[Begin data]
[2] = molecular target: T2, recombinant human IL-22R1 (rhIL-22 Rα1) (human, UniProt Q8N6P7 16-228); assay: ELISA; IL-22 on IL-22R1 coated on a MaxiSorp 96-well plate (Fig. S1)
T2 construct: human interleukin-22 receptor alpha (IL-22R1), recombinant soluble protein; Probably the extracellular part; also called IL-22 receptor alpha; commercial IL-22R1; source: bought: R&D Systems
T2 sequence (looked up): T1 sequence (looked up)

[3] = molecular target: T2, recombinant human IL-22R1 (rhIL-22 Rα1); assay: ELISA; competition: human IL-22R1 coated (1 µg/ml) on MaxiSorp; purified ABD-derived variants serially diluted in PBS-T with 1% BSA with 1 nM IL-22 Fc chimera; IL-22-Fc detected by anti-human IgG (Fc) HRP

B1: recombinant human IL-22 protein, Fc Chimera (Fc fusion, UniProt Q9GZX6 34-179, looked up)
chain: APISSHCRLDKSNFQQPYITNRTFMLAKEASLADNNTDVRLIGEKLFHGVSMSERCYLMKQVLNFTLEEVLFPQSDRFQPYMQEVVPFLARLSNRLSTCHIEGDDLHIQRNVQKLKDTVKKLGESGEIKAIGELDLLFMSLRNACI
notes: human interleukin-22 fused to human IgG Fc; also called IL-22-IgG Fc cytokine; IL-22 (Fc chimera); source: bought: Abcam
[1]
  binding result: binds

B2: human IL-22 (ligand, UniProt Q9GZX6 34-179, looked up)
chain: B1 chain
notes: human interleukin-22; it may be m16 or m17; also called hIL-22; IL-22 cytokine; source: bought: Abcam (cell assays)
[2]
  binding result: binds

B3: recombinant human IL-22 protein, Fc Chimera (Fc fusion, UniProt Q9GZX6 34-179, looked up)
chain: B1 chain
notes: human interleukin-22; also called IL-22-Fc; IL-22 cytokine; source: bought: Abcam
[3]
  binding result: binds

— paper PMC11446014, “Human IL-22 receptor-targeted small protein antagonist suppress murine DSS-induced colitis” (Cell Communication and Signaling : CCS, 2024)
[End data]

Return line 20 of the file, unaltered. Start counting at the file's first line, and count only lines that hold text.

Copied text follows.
— paper PMC11446014, “Human IL-22 receptor-targeted small protein antagonist suppress murine DSS-induced colitis” (Cell Communication and Signaling : CCS, 2024)